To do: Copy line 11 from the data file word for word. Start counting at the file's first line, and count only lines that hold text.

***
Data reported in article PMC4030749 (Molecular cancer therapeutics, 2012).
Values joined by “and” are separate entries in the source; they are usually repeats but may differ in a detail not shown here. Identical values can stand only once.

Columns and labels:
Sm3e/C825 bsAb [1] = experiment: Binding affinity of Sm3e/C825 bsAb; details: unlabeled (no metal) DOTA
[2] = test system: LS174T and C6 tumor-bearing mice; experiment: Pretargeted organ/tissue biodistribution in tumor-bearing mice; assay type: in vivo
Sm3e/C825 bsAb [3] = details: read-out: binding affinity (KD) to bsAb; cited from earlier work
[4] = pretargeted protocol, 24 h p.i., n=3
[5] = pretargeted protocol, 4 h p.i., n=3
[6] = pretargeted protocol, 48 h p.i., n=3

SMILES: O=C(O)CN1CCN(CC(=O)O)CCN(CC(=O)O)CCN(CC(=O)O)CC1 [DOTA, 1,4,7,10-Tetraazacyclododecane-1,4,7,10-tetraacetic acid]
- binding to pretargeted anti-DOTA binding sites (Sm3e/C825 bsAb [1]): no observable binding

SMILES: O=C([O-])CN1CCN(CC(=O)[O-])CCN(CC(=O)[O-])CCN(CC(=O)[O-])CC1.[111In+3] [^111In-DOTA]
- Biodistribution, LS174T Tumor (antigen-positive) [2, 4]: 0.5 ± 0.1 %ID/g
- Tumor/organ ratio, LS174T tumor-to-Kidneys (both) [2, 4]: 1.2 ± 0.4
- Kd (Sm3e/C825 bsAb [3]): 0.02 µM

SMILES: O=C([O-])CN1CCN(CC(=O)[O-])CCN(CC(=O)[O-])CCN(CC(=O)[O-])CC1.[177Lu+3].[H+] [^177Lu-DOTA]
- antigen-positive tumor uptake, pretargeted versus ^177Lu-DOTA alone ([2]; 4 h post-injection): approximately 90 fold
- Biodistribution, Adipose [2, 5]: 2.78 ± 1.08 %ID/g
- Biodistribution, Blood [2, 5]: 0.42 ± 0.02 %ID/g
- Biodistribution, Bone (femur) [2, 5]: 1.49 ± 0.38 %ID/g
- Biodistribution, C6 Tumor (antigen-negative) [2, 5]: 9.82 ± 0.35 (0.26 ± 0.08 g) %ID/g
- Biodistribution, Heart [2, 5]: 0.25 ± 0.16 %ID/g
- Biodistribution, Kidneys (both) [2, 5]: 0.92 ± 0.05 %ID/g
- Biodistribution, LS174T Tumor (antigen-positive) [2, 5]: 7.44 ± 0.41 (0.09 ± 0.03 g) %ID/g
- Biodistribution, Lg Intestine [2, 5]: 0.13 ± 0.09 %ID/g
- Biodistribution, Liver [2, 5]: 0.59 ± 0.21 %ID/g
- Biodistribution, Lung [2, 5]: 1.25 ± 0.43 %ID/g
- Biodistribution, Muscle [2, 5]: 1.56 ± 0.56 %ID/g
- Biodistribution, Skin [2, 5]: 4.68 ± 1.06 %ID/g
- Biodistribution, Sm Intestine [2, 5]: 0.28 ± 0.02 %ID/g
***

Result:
- binding to pretargeted anti-DOTA binding sites (Sm3e/C825 bsAb [1]): no observable binding